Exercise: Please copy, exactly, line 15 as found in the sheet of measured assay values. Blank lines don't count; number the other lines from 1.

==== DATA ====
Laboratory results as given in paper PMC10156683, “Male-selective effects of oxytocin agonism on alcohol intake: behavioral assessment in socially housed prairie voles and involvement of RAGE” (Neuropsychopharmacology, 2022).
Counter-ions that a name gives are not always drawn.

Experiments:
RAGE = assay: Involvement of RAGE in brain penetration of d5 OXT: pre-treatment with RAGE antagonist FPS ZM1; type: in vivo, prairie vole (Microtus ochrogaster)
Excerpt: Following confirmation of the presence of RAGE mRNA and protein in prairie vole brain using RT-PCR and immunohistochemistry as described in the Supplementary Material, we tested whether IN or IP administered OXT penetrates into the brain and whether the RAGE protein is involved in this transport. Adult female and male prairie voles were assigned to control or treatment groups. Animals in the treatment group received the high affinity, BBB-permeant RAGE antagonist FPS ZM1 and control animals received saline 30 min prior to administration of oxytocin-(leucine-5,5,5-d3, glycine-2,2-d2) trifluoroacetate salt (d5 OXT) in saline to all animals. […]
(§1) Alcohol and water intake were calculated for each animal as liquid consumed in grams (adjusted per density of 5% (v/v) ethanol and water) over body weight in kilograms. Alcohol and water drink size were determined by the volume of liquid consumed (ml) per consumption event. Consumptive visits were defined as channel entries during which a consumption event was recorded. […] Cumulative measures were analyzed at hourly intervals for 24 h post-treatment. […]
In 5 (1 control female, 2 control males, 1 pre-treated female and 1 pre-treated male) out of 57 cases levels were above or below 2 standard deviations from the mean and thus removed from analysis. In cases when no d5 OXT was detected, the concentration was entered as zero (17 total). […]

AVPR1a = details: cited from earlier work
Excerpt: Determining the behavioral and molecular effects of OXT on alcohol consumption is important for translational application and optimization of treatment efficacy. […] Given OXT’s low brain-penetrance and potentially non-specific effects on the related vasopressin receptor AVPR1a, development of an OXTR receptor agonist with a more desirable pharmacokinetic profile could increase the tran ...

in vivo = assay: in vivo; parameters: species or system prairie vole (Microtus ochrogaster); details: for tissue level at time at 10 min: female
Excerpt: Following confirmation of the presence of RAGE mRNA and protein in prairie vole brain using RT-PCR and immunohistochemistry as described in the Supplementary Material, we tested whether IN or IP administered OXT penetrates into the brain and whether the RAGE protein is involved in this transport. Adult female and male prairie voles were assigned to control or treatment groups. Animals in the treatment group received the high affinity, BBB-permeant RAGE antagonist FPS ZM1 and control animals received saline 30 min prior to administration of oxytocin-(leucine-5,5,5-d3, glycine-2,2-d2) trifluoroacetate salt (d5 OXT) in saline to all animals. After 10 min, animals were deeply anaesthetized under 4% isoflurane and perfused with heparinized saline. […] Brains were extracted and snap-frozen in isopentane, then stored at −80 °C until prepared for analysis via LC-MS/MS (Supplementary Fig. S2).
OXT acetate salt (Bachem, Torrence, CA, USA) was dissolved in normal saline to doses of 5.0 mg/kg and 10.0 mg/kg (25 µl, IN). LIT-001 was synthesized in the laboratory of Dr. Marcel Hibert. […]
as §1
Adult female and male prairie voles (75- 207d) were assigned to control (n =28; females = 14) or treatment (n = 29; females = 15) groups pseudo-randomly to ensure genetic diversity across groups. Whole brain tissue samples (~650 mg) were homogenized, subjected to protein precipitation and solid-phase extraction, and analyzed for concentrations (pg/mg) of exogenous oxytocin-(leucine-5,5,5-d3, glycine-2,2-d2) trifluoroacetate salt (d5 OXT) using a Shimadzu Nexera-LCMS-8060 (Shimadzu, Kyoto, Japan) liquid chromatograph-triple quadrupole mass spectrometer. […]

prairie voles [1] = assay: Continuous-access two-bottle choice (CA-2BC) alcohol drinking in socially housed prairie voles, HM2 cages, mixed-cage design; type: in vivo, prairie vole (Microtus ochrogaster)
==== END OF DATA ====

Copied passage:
prairie voles [1] = assay: Continuous-access two-bottle choice (CA-2BC) alcohol drinking in socially housed prairie voles, HM2 cages, mixed-cage design; type: in vivo, prairie vole (Microtus ochrogaster)